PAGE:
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Mathematician Charles Hoskinson pulls it off. The former CEO of Ethereum gave a short and sweet TED talk describing his vision for Bitcoin and decentralization.
The buzzword “decentralization” is often flung around in Bitcoin-related topics. But it is not always an easy concept to describe to an unfamiliar audience.
Decentralization, Charles Hoskinson, Ethereum, Blockchain, Banking, TED talk, BitPesa, Namecoin, education, analytics
How does he do it? While the technical and political aspects of decentralization are cool, he illustrates how the appeal is not just decentralization for the hell of decentralization. Hoskinson level-headedly describes how the technology behind Bitcoin can improve lives.
The banked and documented world lives significantly different lives than their counterparts and the quality of life is generally better for those in the former camp.
Hoskinson illustrates this with the help of two characters. “Jeremy” is a 30-year-old man from the U.S. with identification. He took out loans to fund his house and his car. He manages a bank account.
A fictional man from Afghanistan “Ahmed Khan,” by contrast, rides a bike to work, and lives in a cash economy with no bank account. His agreements are verbal and unsupported by legal documents. He has little recourse to any judicial system if the agreement goes sour or the other party doesn't hold up their end of the deal. He's off the grid: He has no documentation to back up his ownership property.
“That's the reality that 3 billion people must live in,” Hoskinson said of Ahmed's situation.
Furthermore, 192 million people living and working abroad send money home via remittances and are hit with high fees to send virtual currency around the world.
Hoskinson described a shockingly common example of how troublesome this situation is: “When people flee the land during war or other crises, they may return to their homes a few years later, and someone else will have settled on the same land. It's hard to resolve these cases. And internationally displaced persons recently topped 50 million, a number unmatched since World War II.”
Hernando De Soto Polar, a Peruvian economist who Hoskinson noted is good friends with former president Bill Clinton, “sat down and calculated that there's about 10 trillion dollars worth of wealth that's just locked up due to this lack of documentation,” Hoskinson said.
How do we fix this? Crazily enough, “Bitcoin could extend access to banking and documentation,” Hoskinson said. He calls the suite of Bitcoin technologies the “Transformative Triumvirate”—referencing Roman political regime dominated by three individuals—of blockchains, decentralized transaction systems, and smart contracts.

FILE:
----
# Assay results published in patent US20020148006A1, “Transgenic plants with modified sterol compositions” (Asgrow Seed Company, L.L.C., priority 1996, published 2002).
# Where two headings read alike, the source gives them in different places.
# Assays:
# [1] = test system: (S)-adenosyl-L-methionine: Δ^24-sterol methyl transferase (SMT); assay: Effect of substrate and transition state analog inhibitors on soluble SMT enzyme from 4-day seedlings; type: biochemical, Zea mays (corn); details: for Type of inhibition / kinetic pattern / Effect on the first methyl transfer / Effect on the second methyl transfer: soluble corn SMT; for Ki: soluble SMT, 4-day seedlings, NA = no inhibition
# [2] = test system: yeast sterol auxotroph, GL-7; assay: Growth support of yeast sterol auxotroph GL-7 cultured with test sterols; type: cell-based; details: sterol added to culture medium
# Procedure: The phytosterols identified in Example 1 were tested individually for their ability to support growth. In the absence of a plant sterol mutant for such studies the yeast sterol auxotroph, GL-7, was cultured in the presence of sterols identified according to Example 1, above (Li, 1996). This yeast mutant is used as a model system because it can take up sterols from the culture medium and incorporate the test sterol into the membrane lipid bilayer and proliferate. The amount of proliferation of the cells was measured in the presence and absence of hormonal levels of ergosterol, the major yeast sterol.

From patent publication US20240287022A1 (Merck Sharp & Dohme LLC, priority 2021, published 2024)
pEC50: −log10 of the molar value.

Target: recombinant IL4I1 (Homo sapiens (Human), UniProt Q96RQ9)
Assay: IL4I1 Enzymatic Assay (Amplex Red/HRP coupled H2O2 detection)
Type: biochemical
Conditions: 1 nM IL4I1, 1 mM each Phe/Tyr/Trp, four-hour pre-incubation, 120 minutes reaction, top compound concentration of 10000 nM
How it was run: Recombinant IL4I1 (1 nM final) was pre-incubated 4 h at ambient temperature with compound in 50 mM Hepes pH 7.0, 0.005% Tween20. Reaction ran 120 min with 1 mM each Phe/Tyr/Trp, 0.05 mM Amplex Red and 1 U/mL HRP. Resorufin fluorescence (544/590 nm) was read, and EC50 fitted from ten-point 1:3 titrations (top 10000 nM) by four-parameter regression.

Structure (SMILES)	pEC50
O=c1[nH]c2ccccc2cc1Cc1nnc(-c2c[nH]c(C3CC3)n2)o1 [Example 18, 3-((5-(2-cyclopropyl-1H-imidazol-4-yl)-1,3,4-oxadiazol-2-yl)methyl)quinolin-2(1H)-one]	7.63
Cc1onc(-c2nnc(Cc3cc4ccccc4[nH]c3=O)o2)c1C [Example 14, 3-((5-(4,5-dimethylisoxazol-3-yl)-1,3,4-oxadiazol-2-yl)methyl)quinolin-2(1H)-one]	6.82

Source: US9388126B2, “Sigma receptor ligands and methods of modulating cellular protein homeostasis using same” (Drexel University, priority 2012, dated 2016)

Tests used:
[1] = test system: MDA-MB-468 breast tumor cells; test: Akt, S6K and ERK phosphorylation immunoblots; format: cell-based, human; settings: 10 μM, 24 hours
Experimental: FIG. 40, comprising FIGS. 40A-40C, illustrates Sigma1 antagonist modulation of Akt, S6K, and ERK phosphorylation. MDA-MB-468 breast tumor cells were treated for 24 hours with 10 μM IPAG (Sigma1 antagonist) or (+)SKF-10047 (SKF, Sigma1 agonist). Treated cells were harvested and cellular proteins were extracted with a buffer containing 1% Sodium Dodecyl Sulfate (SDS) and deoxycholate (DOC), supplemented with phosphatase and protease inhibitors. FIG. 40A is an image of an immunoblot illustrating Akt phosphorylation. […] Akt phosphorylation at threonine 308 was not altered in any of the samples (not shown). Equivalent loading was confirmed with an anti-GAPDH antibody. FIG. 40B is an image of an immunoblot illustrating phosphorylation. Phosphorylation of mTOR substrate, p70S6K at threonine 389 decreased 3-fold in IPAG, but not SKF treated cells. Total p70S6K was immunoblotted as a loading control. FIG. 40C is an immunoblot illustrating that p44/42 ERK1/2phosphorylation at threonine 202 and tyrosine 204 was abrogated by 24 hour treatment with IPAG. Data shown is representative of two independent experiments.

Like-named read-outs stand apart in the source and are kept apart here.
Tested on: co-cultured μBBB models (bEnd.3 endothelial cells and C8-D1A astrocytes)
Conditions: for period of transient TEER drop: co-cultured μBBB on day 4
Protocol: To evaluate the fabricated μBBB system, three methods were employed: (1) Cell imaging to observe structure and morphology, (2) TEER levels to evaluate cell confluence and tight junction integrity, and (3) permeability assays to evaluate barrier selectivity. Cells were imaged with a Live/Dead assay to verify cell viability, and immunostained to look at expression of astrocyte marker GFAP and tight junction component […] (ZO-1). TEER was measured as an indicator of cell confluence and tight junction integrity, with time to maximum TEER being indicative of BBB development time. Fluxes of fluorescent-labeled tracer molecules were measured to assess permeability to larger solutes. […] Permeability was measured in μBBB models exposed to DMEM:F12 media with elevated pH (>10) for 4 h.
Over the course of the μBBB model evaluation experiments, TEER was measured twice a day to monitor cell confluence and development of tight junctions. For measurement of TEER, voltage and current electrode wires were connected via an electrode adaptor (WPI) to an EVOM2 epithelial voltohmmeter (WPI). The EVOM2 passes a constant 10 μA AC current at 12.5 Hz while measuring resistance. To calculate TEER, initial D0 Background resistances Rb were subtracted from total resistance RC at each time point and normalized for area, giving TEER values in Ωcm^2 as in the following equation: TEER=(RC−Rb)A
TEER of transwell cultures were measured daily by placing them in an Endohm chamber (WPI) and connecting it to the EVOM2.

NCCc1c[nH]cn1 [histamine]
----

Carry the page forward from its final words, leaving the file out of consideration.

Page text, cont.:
“If you're going to store something like who owns what, you need that database to be secure, you need it to be tamper-resistant, you need it to be distributed” he said. And the blockchain is a giant, distributed database—the best in the world. It's a great place to store property rights, credentials, and other documentation. Once something goes in the blockchain, it can't come out.
The transaction system is easy to explain. It allows for transactions with reduced fees.
Then there's the third and final piece of the triumvirate: smart contracts. “This is where the magic actually happens” Hoskinson said. Traditional contracts between two people. But what if we could execute contracts “algorithmically” without third parties?
Hoskinson describes how Ahmed's life would significantly different with these new tools. He needs reputation, credit, a way to manage risk, lower remittance fees, and proof that he owns land. Put simply: The three could decentralize a number of services, to Ahmed's benefit.
Storing documents and information in the blockchain could be a part of the solution. “It doesn't matter who's in charge, what's going on, the particular political whims—it's there.” Hoskinson notes that Ahmed could wield this tool to prove ownership and request documentation in a decentralized manner.
Transactions and remittances in this decentralized system cost less than a penny (albeit this is currently being debated) —not nearly as much as the hefty 15% fees required in the traditional system.
Smart contacts enable microfinance and microinsurance. “Think of Kiva, think of the Lending Club, think of the Grameen bank, and imagine they had some sort of a Frankenstein child,” Hoskinson declared. That child would be peer-to-peer lending market that anyone in the world could access and use it at cheaply. It would be possible to pay anyone in the world.
There's one colossal problem: Only 40% of the world population is connected to the Internet. Hoskinson notes that this percentage is amazing, considering the Internet's youth—it was only commercialized beyond the small world of academia in the mid-90's. But these tools require a connection.
But getting to 100% is an important goal. Plenty of expanding efforts are underway... Consider Facebook's drones or Google's balloons aimed to “connect the unconnected.” But Hoskinson proposes a different solution:
“How do we get the Internet to Ahmed Khan? Well, in just the same way as we can build a decentralized lending network, and in just the same way we can a decentralized insurance network, we can also actually build a decentralized ISP.”
But there's a long way to go. Hoskinson pointed out a number of projects underway—everything from BitPesa to Namecoin—but while the idea is fascinating and could have far-reaching implications for the disadvantaged across the globe, Bitcoin-induced decentralization is in a very early stage.
“There's a lot of work to be done,” he said.
Watch Hoskinson's entire presentation here:
For more on decentralization, be sure to also check out: “Top 5 Moments in Decentralization History.”
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